When we offer kindness there is a TILT – in us and in others.
For us: It draws us into deeper relationship with God. We are connected by the love we share with others. Perhaps because what we do for others, we do for God.
For others, the kindness can shift how they think about God and the world. We can be exhibit A that the world is a better place than sometimes it appears to be. And perhaps even a pointer to God. Most nonbelievers think that Christians do two primary things: 1. Tell others how to live and 2. Fundraising. When we are kind, when we serve others without judgment or scolding or begging for money we have the opportunity to touch their hearts. [v]
EX. Like Thom. On a hot July day, Thom decided to use his couple of hours of free time to give away soft drinks at a local park. He took several ice chests, cases of water and soda, and cards that explained his drink giveaway. The CBS affiliate in Cincinatti was doing a story on people’s responses to the sweltering summer heat and saw Thom dragging his cooler around the lake. “Why are you doing this?” they asked. “I have a feeling that if Jesus were here today he’d be passing out cool drinks. I like to give God’s love away in practical ways. Besides, it’s a lot of fun!”[vi]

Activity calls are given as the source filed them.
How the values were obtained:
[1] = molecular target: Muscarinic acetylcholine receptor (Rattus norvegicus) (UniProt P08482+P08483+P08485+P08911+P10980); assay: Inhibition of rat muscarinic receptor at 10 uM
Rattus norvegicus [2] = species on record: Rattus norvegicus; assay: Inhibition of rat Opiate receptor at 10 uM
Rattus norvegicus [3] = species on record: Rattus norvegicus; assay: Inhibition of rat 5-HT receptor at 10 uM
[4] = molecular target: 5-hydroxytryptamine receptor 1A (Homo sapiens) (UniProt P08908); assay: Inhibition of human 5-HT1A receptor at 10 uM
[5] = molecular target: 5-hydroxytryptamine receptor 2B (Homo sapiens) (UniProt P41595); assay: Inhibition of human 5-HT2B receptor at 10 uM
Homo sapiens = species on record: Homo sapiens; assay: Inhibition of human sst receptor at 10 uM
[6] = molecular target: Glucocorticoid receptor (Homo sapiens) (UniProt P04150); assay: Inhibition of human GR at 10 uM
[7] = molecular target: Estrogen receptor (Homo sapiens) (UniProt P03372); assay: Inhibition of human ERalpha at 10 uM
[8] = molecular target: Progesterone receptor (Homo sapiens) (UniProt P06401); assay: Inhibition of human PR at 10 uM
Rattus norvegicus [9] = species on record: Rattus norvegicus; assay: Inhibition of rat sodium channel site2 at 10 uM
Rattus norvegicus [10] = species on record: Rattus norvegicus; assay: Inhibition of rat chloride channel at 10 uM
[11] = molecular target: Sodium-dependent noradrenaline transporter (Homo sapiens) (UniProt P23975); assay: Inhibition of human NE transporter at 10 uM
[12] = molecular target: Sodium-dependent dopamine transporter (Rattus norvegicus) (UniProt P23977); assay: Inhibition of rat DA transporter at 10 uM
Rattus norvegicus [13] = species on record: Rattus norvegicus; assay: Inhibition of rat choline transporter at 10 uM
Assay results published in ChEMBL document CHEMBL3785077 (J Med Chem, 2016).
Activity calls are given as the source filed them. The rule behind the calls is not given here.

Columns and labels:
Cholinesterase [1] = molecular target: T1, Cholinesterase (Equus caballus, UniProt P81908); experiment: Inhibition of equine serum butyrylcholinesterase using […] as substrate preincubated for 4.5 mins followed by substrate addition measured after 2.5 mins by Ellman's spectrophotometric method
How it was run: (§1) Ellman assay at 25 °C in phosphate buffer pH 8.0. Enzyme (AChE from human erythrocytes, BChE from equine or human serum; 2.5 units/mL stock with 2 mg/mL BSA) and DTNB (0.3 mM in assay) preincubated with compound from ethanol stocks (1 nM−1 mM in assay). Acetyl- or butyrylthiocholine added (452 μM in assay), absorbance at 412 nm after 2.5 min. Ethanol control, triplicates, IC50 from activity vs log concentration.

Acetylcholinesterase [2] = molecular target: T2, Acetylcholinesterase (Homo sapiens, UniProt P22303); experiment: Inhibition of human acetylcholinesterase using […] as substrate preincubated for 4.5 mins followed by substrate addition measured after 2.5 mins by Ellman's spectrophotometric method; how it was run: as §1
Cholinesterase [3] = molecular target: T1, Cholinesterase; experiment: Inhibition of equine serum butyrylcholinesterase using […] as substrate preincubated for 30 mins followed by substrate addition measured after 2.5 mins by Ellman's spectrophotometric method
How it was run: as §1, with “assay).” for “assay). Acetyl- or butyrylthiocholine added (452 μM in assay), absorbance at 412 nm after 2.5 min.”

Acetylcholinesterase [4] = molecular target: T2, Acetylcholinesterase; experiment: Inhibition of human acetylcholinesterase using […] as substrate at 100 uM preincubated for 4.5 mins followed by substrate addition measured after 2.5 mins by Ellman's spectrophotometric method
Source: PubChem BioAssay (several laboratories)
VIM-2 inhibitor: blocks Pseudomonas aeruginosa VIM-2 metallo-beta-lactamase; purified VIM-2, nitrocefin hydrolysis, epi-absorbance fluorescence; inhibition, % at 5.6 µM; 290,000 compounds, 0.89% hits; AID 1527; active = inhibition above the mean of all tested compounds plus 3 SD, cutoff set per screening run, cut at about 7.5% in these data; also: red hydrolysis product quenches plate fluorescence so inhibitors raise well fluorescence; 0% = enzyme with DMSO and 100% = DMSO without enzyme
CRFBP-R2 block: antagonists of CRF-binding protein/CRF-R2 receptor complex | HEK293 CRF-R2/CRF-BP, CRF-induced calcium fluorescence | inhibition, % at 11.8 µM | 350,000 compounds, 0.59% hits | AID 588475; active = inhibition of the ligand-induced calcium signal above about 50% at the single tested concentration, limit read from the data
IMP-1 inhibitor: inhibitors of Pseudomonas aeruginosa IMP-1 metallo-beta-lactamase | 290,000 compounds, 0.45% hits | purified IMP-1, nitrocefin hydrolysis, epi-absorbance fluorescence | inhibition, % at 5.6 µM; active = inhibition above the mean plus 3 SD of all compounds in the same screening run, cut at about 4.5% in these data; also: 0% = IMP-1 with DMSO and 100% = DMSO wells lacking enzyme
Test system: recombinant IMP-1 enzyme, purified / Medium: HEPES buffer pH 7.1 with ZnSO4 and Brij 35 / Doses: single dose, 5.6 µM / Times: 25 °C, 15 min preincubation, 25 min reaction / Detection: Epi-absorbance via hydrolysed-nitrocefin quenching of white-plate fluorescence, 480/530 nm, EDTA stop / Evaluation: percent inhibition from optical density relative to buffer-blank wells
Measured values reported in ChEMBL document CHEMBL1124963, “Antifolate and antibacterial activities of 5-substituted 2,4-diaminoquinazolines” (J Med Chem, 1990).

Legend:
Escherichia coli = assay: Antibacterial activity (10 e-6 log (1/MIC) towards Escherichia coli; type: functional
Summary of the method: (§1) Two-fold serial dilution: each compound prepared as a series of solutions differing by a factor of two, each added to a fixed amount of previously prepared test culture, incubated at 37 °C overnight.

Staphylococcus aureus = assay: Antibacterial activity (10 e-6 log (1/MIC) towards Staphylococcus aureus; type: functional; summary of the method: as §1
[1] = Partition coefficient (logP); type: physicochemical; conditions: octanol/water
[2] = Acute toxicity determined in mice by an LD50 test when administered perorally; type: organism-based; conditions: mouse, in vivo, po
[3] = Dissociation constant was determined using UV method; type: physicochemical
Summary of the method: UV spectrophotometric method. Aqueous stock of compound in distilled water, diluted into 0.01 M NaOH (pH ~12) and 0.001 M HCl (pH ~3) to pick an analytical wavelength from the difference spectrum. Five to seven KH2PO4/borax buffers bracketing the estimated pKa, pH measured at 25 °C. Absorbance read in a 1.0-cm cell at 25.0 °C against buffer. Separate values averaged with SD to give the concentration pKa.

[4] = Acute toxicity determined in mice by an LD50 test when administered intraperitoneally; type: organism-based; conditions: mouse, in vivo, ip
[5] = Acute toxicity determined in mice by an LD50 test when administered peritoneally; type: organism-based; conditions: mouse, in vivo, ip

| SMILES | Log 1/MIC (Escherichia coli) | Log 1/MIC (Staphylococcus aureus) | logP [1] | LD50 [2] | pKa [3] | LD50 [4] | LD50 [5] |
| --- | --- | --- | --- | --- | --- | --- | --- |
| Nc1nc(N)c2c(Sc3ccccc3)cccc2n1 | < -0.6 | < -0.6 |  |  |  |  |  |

If we can be kind with our words and with actions, we can show the love of God both inside and outside the church. We actually have the perfect tools to follow Jesus’ instructions and be witnesses for the world. When we share kindness, we change ourselves – and change the world.
[i] John S Moore and David G Johnson. Development of the White Mountain Moraine System in New Hampshire and Its Proposed Extension into Vermont, USA https://www.sedhyd.org/2019/openconf/modules/request.php?module=oc_program&action=view.php&id=92&file=1/92.pdf
[iii] Steve Sjogren, “Changing the World Through Kindness.” 37.
[iv] Steve Sjogren, 39
[v] Steve Sjogren, 40.